MIT team finds that the ratio of component atoms is vital to performance.
The Department of Materials Science and Engineering has announced that two faculty members and a visiting professor have received named professorships.
The first holder of the the Stavros V. Salapatas Professorship in Materials Science and Engineering is Dr. Carl V. Thompson, a leader in the area of metallurgical thin films and interconnections in integrated circuits.
This professorship was one of two established in 1996 with a $4 million gift from Dr. Vasilios S. Salapatas, an MIT alumnus (SM 1966, PhD) and the managing director of Helliniki Halyvourgia, S.A., of Athens. Professor Lorna Gibson was announced two years ago as the first holder of the Matoula S. Salapatas Professorship. The chairs are named after Dr. Salapatas's deceased parents.
"Professor Thompson has applied the principles of metallurgy to improvement of the reliability of integrated circuits, providing new design methods and rules for improved performance. This support provided by Dr. Salapatas will help MIT maintain its leadership in the metallurgy of emerging products," said Thomas W. Eagar, department head and POSCO Professor of Materials Science and Engineering.
Professor Thompson received the SB from MIT (1976) and the SM and PhD from Harvard (1977 and 1982). He joined MIT as an assistant professor in 1983, was promoted to associate professor in electronic materials in 1987 and became a full professor in 1992.
Professor Thompson's research focuses on the processing and reliability of thin films for electronic applications. His awards include the Alexander Von Homboldt Research Award for Senior US Scientists for research in Germany. He is a past president of the Materials Research Society and has been principal editor of the Journal of Materials Research.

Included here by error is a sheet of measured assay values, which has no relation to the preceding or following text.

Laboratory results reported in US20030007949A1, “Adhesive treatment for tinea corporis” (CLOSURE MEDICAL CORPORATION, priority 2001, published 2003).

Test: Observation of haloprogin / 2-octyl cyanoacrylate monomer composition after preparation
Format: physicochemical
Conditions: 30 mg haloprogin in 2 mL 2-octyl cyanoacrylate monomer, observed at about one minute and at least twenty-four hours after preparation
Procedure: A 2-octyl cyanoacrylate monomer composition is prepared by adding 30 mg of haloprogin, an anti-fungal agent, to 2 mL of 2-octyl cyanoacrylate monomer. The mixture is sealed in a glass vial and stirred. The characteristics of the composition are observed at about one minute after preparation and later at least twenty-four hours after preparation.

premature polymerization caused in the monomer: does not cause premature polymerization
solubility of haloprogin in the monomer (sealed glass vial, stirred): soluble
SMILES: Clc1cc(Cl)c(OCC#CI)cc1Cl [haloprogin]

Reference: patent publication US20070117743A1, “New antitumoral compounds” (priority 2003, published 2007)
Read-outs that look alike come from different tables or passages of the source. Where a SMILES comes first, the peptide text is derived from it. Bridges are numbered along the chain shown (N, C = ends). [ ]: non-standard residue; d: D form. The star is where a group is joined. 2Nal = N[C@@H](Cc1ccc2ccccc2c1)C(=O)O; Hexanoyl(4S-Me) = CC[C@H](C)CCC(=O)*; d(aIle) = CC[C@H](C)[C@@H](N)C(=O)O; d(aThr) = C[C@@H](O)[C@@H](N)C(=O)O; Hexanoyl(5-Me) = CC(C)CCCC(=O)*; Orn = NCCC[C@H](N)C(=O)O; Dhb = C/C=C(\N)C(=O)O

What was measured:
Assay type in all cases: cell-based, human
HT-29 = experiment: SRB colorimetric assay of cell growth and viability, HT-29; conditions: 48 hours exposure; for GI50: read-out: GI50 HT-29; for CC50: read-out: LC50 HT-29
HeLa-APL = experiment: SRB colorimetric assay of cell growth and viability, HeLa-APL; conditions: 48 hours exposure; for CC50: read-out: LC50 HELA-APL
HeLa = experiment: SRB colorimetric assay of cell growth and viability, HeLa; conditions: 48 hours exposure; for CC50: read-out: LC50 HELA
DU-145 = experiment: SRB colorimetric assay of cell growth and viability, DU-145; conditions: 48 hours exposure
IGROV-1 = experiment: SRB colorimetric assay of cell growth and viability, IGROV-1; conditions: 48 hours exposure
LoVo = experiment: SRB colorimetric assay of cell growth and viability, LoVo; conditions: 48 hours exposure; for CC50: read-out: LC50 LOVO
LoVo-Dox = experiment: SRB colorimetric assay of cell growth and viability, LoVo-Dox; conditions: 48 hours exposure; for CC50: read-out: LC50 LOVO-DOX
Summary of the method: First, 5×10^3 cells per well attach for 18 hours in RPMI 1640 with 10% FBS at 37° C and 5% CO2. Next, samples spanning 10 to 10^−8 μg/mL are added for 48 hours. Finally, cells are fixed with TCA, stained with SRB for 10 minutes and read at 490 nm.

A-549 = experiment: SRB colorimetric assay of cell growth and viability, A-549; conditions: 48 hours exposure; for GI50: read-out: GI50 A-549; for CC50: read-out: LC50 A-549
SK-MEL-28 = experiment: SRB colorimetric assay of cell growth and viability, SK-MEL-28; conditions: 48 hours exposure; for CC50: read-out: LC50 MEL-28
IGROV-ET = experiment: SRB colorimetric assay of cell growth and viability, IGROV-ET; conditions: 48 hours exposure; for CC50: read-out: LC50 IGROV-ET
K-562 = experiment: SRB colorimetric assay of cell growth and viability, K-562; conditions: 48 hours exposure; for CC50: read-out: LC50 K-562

Associate Professor Gerbrand Ceder is the first holder of the Union Miniï¿½ï¿½ï¿½re Professorship. Union Miniï¿½ï¿½ï¿½re of Belgium produces more than 20 nonferrous metals for basic and advanced technology industries and for the construction sector.
Professor Ceder is a world expert in computational materials science, having been one of the first people to predict the properties of a material before it was ever synthesized in the laboratory.
"The department has identified computational materials science as one of the three major activities to be developed over the next decade. This support from Union Minï¿½ï¿½ï¿½re for Professor Ceder, who is a recognized leader in this field, will assist the entire department in strengthening this effort," Professor Eagar said.
Professor Ceder graduated from Catholic University of Leuven in 1988 and received the PhD from the University of California at Berkeley (1991), after which he became an assistant professor at MIT. His work focuses on the first-principles prediction of phase stability and properties of oxides. He developed the use of atomistic computational modeling techniques to investigate and design engineering materials.
Dr. Claude H.P. Lupis has been announced as a visiting professor and holder of the Danae and Vasilis Salapatas (1961) Professorship of Ferrous Metallurgy for a five-year term.
"Professor Lupis brings a wealth of experience not only in the traditional areas of chemical metallurgy, but also in environmental and economic analysis of large-scale metallurgical systems. These topics are becoming the limiting factors for technological development in many parts of the world," Professor Eagar said.
Professor Lupis graduated from the University of Paris (1959), the Institut d'Administration des Entreprises (1960) and the ï¿½ï¿½ï¿½ï¿½ï¿½ï¿½ï¿½ï¿½ï¿½ï¿½ï¿½ï¿½ï¿½ï¿½ï¿½ï¿½ï¿½ï¿½cole Nationale Superieure des Mines de Paris (1961). He received the ScD from MIT in 1965. He was professor of metallurgy and materials science at Carnegie-Mellon University before entering industry in 1980. He returned to academia and MIT in 1997.
Professor Lupis's technical expertise is in the area of thermodynamics and kinetics and their application to the processing of metals and materials. He has been a Ford Foundation Fellow and a recipient of the Senior US Scientist Award of the Alexander von Humboldt Foundation.
A version of this article appeared in MIT Tech Talk on December 9, 1998.